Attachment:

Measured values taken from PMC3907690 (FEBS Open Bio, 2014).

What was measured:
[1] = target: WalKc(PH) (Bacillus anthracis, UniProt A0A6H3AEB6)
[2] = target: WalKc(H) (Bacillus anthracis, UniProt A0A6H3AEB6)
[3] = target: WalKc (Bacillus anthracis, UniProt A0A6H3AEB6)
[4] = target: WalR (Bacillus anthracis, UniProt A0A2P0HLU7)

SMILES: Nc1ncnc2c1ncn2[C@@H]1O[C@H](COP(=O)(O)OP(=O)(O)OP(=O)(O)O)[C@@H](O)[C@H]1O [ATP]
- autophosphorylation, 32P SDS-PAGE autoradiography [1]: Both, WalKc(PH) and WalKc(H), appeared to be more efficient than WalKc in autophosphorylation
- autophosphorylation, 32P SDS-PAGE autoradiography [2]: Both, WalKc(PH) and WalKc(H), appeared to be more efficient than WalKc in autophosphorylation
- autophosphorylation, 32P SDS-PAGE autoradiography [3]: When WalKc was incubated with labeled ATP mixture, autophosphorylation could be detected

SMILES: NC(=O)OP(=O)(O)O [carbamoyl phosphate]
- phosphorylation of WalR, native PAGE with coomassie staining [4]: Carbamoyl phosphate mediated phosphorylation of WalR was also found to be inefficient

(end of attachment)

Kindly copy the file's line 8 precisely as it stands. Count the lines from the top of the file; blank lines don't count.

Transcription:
- autophosphorylation, 32P SDS-PAGE autoradiography [1]: Both, WalKc(PH) and WalKc(H), appeared to be more efficient than WalKc in autophosphorylation